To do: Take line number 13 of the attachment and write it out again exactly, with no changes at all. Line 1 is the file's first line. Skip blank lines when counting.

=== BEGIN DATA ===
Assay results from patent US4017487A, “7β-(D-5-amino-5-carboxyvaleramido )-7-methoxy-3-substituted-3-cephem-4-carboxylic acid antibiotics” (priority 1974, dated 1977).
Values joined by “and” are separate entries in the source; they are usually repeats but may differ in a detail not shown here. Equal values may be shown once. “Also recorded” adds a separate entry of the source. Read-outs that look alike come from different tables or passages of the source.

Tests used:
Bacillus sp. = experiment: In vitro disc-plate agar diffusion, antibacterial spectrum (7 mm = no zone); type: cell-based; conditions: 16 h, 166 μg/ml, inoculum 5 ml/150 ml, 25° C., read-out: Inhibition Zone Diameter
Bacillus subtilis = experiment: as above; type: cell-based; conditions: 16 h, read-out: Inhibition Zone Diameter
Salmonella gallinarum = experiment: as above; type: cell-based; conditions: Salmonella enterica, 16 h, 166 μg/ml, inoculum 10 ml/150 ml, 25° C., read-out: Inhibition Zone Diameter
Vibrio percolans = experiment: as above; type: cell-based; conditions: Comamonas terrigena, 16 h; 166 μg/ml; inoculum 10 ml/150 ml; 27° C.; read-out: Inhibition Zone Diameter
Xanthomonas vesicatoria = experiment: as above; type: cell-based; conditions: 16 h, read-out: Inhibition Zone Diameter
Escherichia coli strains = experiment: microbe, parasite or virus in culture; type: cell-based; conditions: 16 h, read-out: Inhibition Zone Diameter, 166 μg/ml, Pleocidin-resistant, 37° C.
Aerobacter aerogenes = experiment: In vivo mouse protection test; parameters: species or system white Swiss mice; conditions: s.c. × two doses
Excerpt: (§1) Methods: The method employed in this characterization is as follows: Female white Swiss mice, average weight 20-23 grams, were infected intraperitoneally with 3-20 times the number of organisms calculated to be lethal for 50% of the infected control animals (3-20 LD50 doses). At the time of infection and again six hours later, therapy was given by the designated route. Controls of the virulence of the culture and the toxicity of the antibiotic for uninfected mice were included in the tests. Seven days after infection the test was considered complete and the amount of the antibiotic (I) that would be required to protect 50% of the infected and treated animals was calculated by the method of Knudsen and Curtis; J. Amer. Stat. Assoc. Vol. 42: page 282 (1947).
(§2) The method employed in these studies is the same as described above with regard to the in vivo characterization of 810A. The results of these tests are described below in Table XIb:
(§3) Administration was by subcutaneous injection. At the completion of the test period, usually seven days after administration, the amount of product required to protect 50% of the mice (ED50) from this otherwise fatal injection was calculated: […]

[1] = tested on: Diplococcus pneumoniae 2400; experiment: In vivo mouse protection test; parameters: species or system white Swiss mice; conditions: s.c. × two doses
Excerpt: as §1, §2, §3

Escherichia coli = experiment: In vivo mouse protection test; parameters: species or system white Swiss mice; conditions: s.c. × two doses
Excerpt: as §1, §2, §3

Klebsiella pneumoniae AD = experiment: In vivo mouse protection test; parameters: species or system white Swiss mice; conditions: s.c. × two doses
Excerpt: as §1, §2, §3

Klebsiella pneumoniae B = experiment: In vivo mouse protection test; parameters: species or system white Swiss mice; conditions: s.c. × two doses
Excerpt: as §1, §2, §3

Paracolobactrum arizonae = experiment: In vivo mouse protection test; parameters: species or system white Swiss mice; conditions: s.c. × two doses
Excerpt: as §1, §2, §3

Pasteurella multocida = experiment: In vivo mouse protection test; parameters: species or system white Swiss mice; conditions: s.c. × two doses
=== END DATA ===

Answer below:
(§3) Administration was by subcutaneous injection. At the completion of the test period, usually seven days after administration, the amount of product required to protect 50% of the mice (ED50) from this otherwise fatal injection was calculated: […]